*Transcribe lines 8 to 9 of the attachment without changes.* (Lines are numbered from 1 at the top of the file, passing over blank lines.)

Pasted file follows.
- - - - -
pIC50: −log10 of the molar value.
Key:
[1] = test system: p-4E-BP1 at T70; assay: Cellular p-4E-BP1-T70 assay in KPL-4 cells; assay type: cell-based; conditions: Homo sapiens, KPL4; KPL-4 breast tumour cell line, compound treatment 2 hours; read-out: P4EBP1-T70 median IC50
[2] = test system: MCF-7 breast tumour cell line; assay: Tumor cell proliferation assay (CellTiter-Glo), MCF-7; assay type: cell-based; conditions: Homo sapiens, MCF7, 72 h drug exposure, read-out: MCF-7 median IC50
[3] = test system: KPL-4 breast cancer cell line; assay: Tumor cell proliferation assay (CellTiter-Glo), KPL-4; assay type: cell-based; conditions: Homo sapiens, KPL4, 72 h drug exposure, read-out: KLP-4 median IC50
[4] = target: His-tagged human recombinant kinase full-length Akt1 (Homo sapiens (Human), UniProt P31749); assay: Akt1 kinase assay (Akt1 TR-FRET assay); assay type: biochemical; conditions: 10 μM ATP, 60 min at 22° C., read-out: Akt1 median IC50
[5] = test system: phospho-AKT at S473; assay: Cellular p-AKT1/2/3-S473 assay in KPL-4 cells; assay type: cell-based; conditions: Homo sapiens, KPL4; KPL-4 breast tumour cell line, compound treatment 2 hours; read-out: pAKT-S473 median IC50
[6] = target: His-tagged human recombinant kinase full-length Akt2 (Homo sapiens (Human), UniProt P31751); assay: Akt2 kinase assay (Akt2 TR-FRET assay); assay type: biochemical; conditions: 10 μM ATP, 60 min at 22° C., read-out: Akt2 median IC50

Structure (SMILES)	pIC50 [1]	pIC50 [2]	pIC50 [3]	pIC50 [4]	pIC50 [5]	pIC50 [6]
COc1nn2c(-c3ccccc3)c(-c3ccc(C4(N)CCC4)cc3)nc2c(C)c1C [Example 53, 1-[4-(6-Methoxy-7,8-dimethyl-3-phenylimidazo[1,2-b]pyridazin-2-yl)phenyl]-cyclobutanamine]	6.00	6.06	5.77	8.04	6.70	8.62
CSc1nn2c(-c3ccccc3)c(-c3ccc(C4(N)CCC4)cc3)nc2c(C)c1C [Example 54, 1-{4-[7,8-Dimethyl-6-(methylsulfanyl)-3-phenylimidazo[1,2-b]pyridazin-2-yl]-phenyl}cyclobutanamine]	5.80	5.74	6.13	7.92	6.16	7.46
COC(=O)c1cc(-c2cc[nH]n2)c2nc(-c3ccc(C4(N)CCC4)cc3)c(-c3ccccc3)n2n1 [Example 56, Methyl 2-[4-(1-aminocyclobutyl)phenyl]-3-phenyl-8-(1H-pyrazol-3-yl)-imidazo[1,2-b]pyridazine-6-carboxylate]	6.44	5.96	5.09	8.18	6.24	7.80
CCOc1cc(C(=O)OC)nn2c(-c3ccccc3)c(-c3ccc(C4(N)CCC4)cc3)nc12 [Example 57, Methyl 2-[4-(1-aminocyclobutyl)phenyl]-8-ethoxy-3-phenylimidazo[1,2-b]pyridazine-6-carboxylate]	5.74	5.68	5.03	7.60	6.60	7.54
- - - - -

[6] = target: His-tagged human recombinant kinase full-length Akt2 (Homo sapiens (Human), UniProt P31751); assay: Akt2 kinase assay (Akt2 TR-FRET assay); assay type: biochemical; conditions: 10 μM ATP, 60 min at 22° C., read-out: Akt2 median IC50

Structure (SMILES)	pIC50 [1]	pIC50 [2]	pIC50 [3]	pIC50 [4]	pIC50 [5]	pIC50 [6]